Dance ‘Dance Revolutions’

Students perform four pieces in the newest show by the University Dance Theatre.

by Stephanie Dickrell

Many people hear modern dance and picture dancers dressed all in black, convulsing and jumping indiscriminately around a stage to the sounds of screeching birds and train whistles. They’re scared of it, because they’re worried they won’t “get it,” that for every dance there’s one central point, and they’ll miss it.

Dance Revolutions

WHEN: Feb. 8 and 9, 8 p.m., Feb. 10, 2 p.m.
WHERE: Whiting Proscenium Theatre, Rarig Center, University West Bank Arts Quarter, 330 21st Ave. S., Minneapolis
TICKETS: Advance, $8-14, Door, $10-16, www.umn.edu/umato/trisha.html, (612) 624-2345

University dance majors Annie Hanauer and Jin-Ming Lai both agree that dance shouldn’t be about finding the hidden meaning, but that it’s open to interpretation by each audience member.

Every choreographer may have an intended message, Hanauer said, but every audience member is going to react differently to what they see on stage.

Audiences will get the chance to experience modern dance at the newest production by University Dance Theatre, “Dance Revolutions.” The show features University dance students in four distinct pieces created by five different choreographers.

One of those choreographers is famed Trisha Brown, credited as one of the people to create modern dance. Dance students are performing her piece, “Set and Reset,” which use set phrases as well as improvisation.

Two of Brown’s former company members, Katrina Thompson Warren and Wil Swanson, worked with the dance undergrads.

“They taught us the ideas and we learned to speak the Trisha Brown language,” Lai said.

The dance moves feel “gooshy” Hanauer said.

Lai agreed. “It’s like releasing your body,” she said.

The end product is organized chaos, with sheer costumes and hanging statues, expressing what Lai calls, “the architecture of everyday life.”

For those who’ve studied the history of modern dance, “Set and Reset,” originally created in 1983, is perhaps the most anticipated piece of “Dance Revolutions.”

The dancers first learned basic phrases, the dance vocabulary for the piece, and five rules of improvisation. Then the undergrads were turned loose to create their very own version of the famous choreography, creating a different performance of “Set and Reset” than has ever been performed before, Lai said.

“Dance Revolutions” also features the first-time collaboration of Morgan Thorson and Karen Sherman, two local choreographers who are also life partners. The two are both respected in the dance community for their own work. The piece, “Double Rainbows,” is based on different types of partnerships – romantic, muse and creator, and the partnership between collaborators. As always with dance, the images created are open to interpretation, even when strains from the wedding march play during the performance. Unlike “Set and Reset/Reset,” the piece was created around and for these dancers.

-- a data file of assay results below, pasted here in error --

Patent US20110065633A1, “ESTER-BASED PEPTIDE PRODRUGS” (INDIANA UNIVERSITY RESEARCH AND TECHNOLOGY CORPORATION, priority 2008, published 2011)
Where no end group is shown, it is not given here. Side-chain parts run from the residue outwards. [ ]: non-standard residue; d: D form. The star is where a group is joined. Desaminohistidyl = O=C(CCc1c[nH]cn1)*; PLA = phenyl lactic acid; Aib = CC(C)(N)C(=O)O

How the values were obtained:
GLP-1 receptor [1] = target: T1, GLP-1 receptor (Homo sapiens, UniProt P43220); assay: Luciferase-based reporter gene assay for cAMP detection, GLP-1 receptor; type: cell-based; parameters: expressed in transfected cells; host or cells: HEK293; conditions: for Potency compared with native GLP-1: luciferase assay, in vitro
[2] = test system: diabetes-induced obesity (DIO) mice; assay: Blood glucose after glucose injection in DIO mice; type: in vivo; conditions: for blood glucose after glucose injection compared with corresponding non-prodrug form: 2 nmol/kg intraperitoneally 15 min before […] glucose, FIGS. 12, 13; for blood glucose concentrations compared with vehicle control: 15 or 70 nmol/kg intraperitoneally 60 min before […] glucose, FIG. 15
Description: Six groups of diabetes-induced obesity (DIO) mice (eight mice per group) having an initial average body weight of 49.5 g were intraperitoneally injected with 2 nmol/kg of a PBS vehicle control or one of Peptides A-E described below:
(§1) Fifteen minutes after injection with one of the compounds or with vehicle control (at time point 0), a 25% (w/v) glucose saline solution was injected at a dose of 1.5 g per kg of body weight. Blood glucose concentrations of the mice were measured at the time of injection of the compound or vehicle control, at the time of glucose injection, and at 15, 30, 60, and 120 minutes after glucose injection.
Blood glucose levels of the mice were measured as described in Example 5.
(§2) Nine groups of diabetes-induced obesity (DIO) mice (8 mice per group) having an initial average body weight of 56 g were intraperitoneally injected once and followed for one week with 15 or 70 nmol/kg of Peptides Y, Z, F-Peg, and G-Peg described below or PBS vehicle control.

Choreographer Bebe Miller also contributed to the show with her piece, “Resistance lessened or increased and taken.” Dancers perform her piece in socks, to Bach’s “Chaconne.”

Miller’s dance style is known more for its passion. In her teaching, she offered a more fluid interpretation of how the dance should be done, dance senior Brigitte Koepke said. For example, an arm could be placed above the head, down by your side, or any place in between, as opposed to other dances, where an arm is just so, and cannot vary from that set position.

Nathan Trice’s piece, “Impetus,” rounds out “Dance Revolutions.” Two dancers that worked with Trice, Koepke and Luke Melsha, said Trice’s work involved an emphasis on athleticism while still being aesthetically pleasing. Trice also stressed militaristically precise movement. As opposed to Miller’s open interpretation of movement, Trice’s movements were exact and specific.

“Dance Revolutions” has been in the works for over a year and the dancers have been rehearsing since September. Auditions for the show were held the first Saturday of fall semester, and since then, dancers have been practicing at least three hours a day. Closer to the show, with all of the on-stage rehearsal time, that increases to six hours of dance a day.

Yet somehow, in the midst of all the business and chaos, the different artistic styles and voices of choreographers and dancers come together in one show. Lai and the other dancers are looking forward to the accumulation of their hard work in the show: “It really displays the ranges and different styles that encompass modern dance.”